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European Commission plays a big part in the 2010 Language show
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15/10/2010 00:00:00

Translating and interpreting for the European Union: is it a hell of a job or a job from hell? The devil is in the detail for linguists. What is the difference between translating and interpreting anyway – aren't they essentially the same? How do you manage to convert text and speech from 23 languages and into 23 languages without getting lost in translation or turning into the Tower of Babel? A team of EU linguists will be on hand to answer these questions and anything else you always wanted to ask at the London Language Show, starting today at Earls Court. The show, which runs until 17 October, is free to attend and visitors can have a go at translating or testing their skills in a real interpreting booth to get a taste of the work of the professionals. Not only will interpreters and translators be on hand to talk about their work, but people working in the EU's recruitment department, known as EPSO, will be on hand to give advice about the full range of EU careers. The European Commission's Representation in the UK will be offering useful foreign language materials to language teachers and members of the public. The European Employment Service will be giving information about job opportunities in other European countries. They can all be found in the fair's Europe Village, under the banner "Languages Take You Further".

Androulla Vassiliou, European Commissioner for Education, Culture, Multilingualism and Youth, said: "Languages are at the heart of Europe's wonderful cultural diversity; they can also take you further in the job market. If you love languages, or you are interested in finding out what it takes to work in Europe, this is the show for 'EU'!'

There is currently a shortage of translators and interpreters in the EU institutions for a number of languages – and for English especially. This shortage is mostly due to the fact that many of the current generation of English language translators and interpreters, recruited when the UK joined the EU in 1973, are now approaching retirement age.

    The Commission’s language services are the largest of the EU institutions, and one of the biggest employers of translators and interpreters in the world. Its 115-strong English language department is expected to lose 20% of its work force by 2015. The interpreting service, which works for the Commission and other EU bodies, will need around 200 English language interpreters over the next ten years.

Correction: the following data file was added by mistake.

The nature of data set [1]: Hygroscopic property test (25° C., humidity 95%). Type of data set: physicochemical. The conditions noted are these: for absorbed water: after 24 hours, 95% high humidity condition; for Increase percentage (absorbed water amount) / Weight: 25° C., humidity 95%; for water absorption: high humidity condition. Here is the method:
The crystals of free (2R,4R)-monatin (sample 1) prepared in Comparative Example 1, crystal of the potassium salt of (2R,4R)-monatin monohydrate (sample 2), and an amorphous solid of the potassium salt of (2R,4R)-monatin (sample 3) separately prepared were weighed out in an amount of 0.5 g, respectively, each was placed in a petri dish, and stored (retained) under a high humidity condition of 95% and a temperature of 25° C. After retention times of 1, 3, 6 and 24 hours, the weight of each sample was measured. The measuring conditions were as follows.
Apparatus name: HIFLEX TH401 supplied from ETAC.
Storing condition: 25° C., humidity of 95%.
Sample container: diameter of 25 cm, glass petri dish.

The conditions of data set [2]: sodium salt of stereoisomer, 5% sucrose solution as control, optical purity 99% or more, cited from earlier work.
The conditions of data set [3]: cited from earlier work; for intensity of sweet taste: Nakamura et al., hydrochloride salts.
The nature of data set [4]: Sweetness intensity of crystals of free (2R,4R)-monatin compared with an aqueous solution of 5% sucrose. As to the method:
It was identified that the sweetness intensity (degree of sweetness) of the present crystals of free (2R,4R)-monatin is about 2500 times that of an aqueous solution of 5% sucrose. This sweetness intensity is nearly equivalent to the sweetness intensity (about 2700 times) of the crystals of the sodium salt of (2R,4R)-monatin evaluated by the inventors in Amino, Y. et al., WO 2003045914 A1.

The European Commission's UK Representation will be at Stand 600 where many publications will be available, orders can be taken, and people can speak to staff members about working for the European Union.

    EPSO will provide general information on job opportunities at the “EU Careers” stand (609).

    A special area, “Translating for Europe: Translation Tools” ( stand CF01), has been set up for visitors to try their hand at translating EU texts and websites, and to demonstrate some of the tools used by staff translators. Chat with them to find out what it is like to work for the EU and what it takes to get a job there at the “Translating for Europe” stand ( 608).

    “Interpreting for Europe” (stands 613, 614, 615) is where you can meet EU interpreters, try out your interpreting skills in a real interpreting booth and see a demo of the 'speech repository', an e-learning tool for interpreting students. Every day there will be talks on translation and interpreting in the Piazza, and four daily showings of short films in a variety of languages in the World Cinema.

    The European Employment Service will be at Stand CF03, providing advice to employers and jobseekers.

    The London Language Show is one of Europe's largest language fairs. Registrations are up 15% of last year, and more than 10,000 visitors are expected

    Further information:

    London Language Show: http://www.thelanguageshow.co.uk/

    Get a taster of translation work at the European Commission: http://www.youtube.com/user/DGTranslation#p/u/0/9rXCmHhihDI

    Find out more about the opportunities for wannabe English conference interpreters: http://www.youtube.com/watch?v=MA2fWvtMPDU and follow “Interpreting for Europe” on Facebook http://www.facebook.com/pages/Interpreting-for-Europe/173122606407

    For information about the work of lawyer linguists at the Court of Justice: http://curia.europa.eu/jcms/jcms/Jo2_10742/

    For more information on EU Careers: www.eu-careers.eu or look up "EU Careers" on Facebook.

     

    For more information, please contact the London press office on 020 7973 1971.

    Please note: all amounts expressed in sterling are for information purposes only.

    Last update: 31/10/2010  |Top